San Francisco Presents Heritage Awards for Leadership, Community Impact, Lifetime Achievement

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The winners of the 2010 Asian Pacific American Heritage Awards were announced at San Francisco’s annual official celebration of Asian Pacific American Heritage Month on May 3 at the Herbst Theater.

Both the 2010 award recipients and the finalists received a commendation from the San Francisco Board of Supervisors on May 4.

The recipients are:

Emerging Leadership

Thomas Li is the president of the San Francisco State University chapter of Alpha Phi Omega, a national fraternity devoted to community. A native San Franciscan, Li has participated in at least two service projects per week since 2007. A sophomore, he is currently pursuing a degree in marketing. Graphic and Web design has always been among his passions. One of his distinguished contributions was his service as online chair of the American Cancer Society’s Relay for Life for the past five years.

Li has volunteered his design skills for countless Bay Area non-profits, building websites for Chinatown Neighborhood Center, North Beach Neighborhood Association, American Orient Performing Arts and Miss Asian America Pageant.

Li is also the projects coordinator at Community Youth Center, spearheading the Computer Clubhouse after-school program to teach Asian youth such media arts as graphic and Web design.

Other finalists for the Emerging Leadership Award were Harriet Hu, president of Adopt-an-Alleyway Youth Empowerment Project; Anna Liu, a senior at Galileo High School and a fellowship leader at Cumberland Presbyterian Chinese Church; and Jane Xiao, a senior at Abraham Lincoln High School and elected president of the Chinatown Alleyway Tours.

Community Impact

Founded in 1987 as a grassroots response to the HIV/AIDS crisis in the Asian and Pacific Islander community, the Asian & Pacific Islander Wellness Center (APIWC) is a health services, education, research, and policy organization. Its mission is to educate, support, empower and advocate for Asian Pacific Islander (API) communities, and particularly for those living with or at risk for HIV/AIDS.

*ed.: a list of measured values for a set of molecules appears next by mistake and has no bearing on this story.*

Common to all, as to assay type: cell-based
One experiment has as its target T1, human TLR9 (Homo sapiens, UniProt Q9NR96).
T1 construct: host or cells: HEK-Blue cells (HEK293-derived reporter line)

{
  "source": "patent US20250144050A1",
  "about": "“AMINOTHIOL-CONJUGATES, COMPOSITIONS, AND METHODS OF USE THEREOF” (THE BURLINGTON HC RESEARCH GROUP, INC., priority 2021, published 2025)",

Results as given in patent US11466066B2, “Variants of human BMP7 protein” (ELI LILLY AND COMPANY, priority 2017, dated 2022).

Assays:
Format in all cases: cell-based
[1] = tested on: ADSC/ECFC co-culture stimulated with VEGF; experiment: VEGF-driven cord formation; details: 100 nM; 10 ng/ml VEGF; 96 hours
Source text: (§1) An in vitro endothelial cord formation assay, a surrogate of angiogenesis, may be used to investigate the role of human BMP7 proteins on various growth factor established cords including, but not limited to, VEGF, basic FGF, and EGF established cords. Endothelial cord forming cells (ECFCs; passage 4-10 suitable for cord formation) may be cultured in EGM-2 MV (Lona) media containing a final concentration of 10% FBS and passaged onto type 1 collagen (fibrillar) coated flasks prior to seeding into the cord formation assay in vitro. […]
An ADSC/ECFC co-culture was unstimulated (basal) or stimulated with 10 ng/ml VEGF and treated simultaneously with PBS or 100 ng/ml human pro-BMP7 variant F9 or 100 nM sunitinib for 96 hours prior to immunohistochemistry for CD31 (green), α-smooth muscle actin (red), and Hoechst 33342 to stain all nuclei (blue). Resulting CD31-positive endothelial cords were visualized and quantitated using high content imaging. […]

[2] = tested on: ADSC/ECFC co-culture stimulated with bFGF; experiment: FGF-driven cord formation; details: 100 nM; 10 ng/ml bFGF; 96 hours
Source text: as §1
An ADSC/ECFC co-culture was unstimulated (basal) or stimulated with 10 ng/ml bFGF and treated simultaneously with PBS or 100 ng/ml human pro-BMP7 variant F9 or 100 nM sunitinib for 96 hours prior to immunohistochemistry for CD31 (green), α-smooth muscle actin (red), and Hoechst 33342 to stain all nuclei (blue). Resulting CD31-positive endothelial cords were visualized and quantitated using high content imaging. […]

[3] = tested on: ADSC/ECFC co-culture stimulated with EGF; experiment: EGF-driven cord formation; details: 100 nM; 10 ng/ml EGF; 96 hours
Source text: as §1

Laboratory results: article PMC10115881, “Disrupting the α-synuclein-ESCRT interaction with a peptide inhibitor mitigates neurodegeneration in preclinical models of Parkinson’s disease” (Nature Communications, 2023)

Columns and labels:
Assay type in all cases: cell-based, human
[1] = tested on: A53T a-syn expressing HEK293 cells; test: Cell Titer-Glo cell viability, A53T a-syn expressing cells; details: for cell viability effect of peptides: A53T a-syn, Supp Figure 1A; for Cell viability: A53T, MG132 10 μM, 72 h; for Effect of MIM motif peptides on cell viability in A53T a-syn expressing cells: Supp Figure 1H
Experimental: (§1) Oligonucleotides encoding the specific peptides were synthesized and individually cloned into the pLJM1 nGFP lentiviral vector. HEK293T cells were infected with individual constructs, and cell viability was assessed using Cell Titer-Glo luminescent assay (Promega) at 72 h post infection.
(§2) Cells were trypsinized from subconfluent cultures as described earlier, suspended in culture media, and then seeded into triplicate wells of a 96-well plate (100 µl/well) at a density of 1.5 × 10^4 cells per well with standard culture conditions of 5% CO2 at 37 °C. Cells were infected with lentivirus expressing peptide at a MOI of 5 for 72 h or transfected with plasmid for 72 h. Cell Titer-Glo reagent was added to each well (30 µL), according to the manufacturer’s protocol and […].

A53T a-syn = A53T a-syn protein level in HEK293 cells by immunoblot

As the oldest North American non-profit that focuses on API communities around sexual health and HIV/AIDS services, APIWC has been effective in putting innovative, holistic and effective programs and services in place that benefit all communities of color in San Francisco. In addition to health and counseling services, the organization has launched numerous innovative initiatives to fight stigma as well as promote generational understanding of issues within Asian Pacific American families.

Other finalists for the Community Impact Award were: California Dragon Boat Association; Kearny Street Workshop, an API arts organization; and San Francisco State University’s Asian Student Union.

Dr. Edward Chow photo courtesy of Tobin Tsuji

Lifetime Achievement

Dr. Edward Chow has been an internist in private practice for more than 40 years in San Francisco and has been addressing health disparities at both a national and local level. For more than 25 years, he has worked with Chinese Hospital and the Chinese Community Health Care Association to create the nation’s first and only bilingual and culturally competent health plan, the Chinese Community Health Plan (CCHP).

He also spearheaded the creation of the Chinese Community Health Resource Center, providing Chinese bilingual educational programs, publications, and research nationally. Today, this integrated system serves more than 30,000 San Franciscans through CCHP and six other plans, including being the only private practice system participating in Healthy San Francisco.

Chow is currently the vice president of the San Francisco Health Commission. Having served on the commission for more than 20 years, he continues to advocate for the health-care needs of the Asian community, including: requiring culturally competent programs to meet the community’s needs, sustaining the Chinatown Public Health Center, rebuilding Laguna Honda and San Francisco General Hospital, and encouraging county support for the Hep B Free Program.

The other finalists for the Lifetime Achievement Award were: Thuy Ngoc Doan, program director of the Vietnamese Community Center of San Francisco; and Mai Mai Ho, former executive director of APA Family Support Services.

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